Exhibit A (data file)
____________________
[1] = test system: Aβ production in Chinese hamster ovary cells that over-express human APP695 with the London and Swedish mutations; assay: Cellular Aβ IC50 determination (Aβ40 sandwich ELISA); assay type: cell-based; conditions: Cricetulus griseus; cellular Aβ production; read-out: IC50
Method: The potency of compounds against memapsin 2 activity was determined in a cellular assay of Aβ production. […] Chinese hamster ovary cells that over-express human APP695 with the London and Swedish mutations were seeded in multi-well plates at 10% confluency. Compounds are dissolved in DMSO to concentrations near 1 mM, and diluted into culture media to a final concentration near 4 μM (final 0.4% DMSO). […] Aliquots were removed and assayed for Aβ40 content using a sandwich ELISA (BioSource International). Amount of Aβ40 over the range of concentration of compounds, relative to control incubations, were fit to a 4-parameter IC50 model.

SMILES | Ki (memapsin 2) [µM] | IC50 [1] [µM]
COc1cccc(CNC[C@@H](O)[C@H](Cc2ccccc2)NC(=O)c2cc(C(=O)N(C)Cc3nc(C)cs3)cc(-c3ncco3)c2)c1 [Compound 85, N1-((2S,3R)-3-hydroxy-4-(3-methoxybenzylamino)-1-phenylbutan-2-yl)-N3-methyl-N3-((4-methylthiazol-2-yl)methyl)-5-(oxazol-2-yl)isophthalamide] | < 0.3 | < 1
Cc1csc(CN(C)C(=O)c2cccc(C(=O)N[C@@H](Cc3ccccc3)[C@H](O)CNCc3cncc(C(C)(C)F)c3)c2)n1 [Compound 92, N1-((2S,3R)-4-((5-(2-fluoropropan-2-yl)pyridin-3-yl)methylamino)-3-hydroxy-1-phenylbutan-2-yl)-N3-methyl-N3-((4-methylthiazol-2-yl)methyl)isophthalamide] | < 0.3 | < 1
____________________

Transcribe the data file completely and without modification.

[1] = test system: Aβ production in Chinese hamster ovary cells that over-express human APP695 with the London and Swedish mutations; assay: Cellular Aβ IC50 determination (Aβ40 sandwich ELISA); assay type: cell-based; conditions: Cricetulus griseus; cellular Aβ production; read-out: IC50
Method: The potency of compounds against memapsin 2 activity was determined in a cellular assay of Aβ production. […] Chinese hamster ovary cells that over-express human APP695 with the London and Swedish mutations were seeded in multi-well plates at 10% confluency. Compounds are dissolved in DMSO to concentrations near 1 mM, and diluted into culture media to a final concentration near 4 μM (final 0.4% DMSO). […] Aliquots were removed and assayed for Aβ40 content using a sandwich ELISA (BioSource International). Amount of Aβ40 over the range of concentration of compounds, relative to control incubations, were fit to a 4-parameter IC50 model.

SMILES | Ki (memapsin 2) [µM] | IC50 [1] [µM]
COc1cccc(CNC[C@@H](O)[C@H](Cc2ccccc2)NC(=O)c2cc(C(=O)N(C)Cc3nc(C)cs3)cc(-c3ncco3)c2)c1 [Compound 85, N1-((2S,3R)-3-hydroxy-4-(3-methoxybenzylamino)-1-phenylbutan-2-yl)-N3-methyl-N3-((4-methylthiazol-2-yl)methyl)-5-(oxazol-2-yl)isophthalamide] | < 0.3 | < 1
Cc1csc(CN(C)C(=O)c2cccc(C(=O)N[C@@H](Cc3ccccc3)[C@H](O)CNCc3cncc(C(C)(C)F)c3)c2)n1 [Compound 92, N1-((2S,3R)-4-((5-(2-fluoropropan-2-yl)pyridin-3-yl)methylamino)-3-hydroxy-1-phenylbutan-2-yl)-N3-methyl-N3-((4-methylthiazol-2-yl)methyl)isophthalamide] | < 0.3 | < 1